G.R. No. 120859 - June 26, 2001
METROPOLITAN BANK AND TRUST COMPANY, petitioner, v. FRANCISCO Y. WONG, respondent.
It is bad enough that the mortgagor has no choice but to yield his property in a foreclosure proceeding. It is infinitely worse, if prior thereto, he was denied of his basic right to be informed of the impending loss of his property. This is another instance when law and morals echo the same sentiment.
This is a petition for review on certiorari seeking the reversal and setting aside of the decision dated June 13, 1994 and resolution dated June 14, 1995 of the Court of Appeals in CA-G.R. CV No. 35615 entitled "Francisco Y. Wong versus Metropolitan Bank and Trust Company."1
The essential antecedents are:
Sometime in 1976, the Mindanao Grains, Inc. (MGI for brevity), through its officers Wenceslao Buenaventura and Faustino Go, applied for a credit accommodation with the Metropolitan Bank and Trust Company (herein petitioner) to finance its rice and corn warehousing business. As a security for such credit accommodation, respondent Francisco Y. Wong, and his wife Betty C. Wong executed in favor of petitioner a real estate mortgage over a parcel of land consisting of 31, 292 square meters located at Campo 7, Molave, Zamboanga del Sur and registered in respondent's name under Transfer Certificate of Title (TCT) No. 11758.
On April 11, 1980, due to MGI's failure to pay the obligation secured by the real estate mortgage, petitioner filed an application for extra-judicial foreclosure under Act No. 3135. A notice of foreclosure sale was published in Pagadian Times once, for three consecutive weeks (May 18-25, 1980, May 26-June 2, 1980 and June 2-8, 1980), setting the auction sale of the mortgaged property on June 5, 1980. No notice was posted in the municipality or city where the mortgaged property was situated.
As a consequence, MGI, through its president, Simeon Chang (Chang), requested petitioner to postpone the scheduled auction sale from June 5, 1980 to July 7, 1980. Petitioner granted the request. Thereafter, Chang and petitioner agreed that should MGI pay P20,000.00 on or before the scheduled auction sale, the same would be postponed for a period of 60 days. Chang paid the amount on November 3, 1981. Despite such payment, Sheriff Deo Bontia proceeded with the auction sale on November 23, 1981. Petitioner was adjudged the sole and highest bidder. Thus, a certificate of sale was issued to petitioner. The sale was registered with the Registry of Deeds on the same day. After the expiration of the one (1) year redemption period, ownership over the property was consolidated and TCT No. T-17853 was correspondingly issued in the name of petitioner.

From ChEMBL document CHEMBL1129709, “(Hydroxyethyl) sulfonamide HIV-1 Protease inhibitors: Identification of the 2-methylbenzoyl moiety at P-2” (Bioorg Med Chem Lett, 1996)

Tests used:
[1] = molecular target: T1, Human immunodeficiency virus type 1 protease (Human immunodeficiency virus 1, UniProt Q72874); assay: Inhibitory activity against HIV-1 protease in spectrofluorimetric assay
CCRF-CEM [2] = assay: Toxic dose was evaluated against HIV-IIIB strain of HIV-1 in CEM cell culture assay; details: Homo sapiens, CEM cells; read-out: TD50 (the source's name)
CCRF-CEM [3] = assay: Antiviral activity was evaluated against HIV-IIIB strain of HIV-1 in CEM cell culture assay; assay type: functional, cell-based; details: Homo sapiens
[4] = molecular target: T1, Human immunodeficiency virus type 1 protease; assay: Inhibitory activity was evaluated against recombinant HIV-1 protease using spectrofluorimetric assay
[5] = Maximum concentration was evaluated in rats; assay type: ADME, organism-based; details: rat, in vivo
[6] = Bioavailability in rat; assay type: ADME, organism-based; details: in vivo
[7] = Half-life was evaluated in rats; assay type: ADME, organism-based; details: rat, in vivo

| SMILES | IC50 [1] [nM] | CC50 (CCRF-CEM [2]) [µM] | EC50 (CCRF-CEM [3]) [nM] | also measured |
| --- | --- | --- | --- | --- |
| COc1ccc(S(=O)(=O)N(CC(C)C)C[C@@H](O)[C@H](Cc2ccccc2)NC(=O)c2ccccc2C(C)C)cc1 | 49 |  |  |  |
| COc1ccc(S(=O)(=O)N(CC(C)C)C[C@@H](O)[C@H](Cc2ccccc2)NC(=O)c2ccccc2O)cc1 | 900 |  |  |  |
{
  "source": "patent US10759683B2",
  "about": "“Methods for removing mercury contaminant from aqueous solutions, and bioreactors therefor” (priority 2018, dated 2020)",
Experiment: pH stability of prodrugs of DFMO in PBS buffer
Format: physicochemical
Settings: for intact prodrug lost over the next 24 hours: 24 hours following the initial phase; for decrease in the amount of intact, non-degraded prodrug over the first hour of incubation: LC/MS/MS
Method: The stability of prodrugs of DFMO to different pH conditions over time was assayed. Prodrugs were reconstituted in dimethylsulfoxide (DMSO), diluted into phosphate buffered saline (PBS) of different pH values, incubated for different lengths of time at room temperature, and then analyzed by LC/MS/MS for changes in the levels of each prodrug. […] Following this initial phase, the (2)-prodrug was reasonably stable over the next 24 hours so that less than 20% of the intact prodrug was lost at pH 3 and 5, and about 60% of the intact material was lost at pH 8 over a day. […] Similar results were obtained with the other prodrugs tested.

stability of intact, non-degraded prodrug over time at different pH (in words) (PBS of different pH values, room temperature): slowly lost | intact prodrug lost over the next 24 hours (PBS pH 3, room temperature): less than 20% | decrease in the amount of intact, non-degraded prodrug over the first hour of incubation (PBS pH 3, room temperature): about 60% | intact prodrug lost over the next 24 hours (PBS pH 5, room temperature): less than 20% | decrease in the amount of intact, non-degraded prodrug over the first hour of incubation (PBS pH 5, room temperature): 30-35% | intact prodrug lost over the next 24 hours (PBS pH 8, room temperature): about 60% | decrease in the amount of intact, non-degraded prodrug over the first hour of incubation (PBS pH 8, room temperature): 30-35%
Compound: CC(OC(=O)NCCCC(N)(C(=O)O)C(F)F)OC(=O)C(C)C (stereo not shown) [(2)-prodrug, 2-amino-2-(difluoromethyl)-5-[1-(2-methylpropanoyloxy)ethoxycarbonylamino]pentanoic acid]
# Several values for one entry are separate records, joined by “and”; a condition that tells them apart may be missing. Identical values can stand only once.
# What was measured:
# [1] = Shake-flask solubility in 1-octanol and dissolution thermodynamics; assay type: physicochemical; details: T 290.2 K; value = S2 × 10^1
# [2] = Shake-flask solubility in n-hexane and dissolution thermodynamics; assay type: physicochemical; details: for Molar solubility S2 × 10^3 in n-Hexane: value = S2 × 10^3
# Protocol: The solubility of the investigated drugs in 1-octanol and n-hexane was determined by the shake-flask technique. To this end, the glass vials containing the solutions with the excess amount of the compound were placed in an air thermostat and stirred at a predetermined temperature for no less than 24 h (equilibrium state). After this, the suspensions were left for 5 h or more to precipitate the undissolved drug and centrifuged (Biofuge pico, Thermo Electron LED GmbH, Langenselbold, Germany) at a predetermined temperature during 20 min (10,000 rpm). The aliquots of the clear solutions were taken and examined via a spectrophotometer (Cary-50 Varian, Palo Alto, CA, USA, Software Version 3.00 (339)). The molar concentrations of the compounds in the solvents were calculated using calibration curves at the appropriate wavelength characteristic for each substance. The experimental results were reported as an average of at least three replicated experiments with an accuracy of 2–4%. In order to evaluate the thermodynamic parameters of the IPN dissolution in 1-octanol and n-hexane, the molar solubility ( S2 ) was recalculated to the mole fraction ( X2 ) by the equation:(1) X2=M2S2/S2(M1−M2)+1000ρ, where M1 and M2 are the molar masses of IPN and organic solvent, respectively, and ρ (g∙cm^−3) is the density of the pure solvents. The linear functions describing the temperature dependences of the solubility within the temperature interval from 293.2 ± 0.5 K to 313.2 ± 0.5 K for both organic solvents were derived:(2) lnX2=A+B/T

Respondent, unaware of the foregoing developments, applied for a credit accommodation with the Producers Bank of the Philippines, Iloilo City, using as security his TCT No. 11758. It was only then when he learned that his property was already foreclosed by petitioner and no longer in his name.
Feeling aggrieved, respondent filed with the Regional Trial Court, Branch 18, Pagadian City a complaint for reconveyance and damages against petitioner and the Register of Deeds of Zamboanga del Sur. Respondent, in his complaint, assailed the validity of the extra-judicial foreclosure sale basically on the ground that petitioner did not comply with the requirements of Section 3, Act No. 3135 that "notice shall be given by posting notices of the sale for not less than twenty days in at least three public places of the municipality or city where the property is situated, and if such property is worth more than four hundred pesos, such notice shall also be published once a week for at least three consecutive weeks in a newspaper of general circulation in the municipality and city."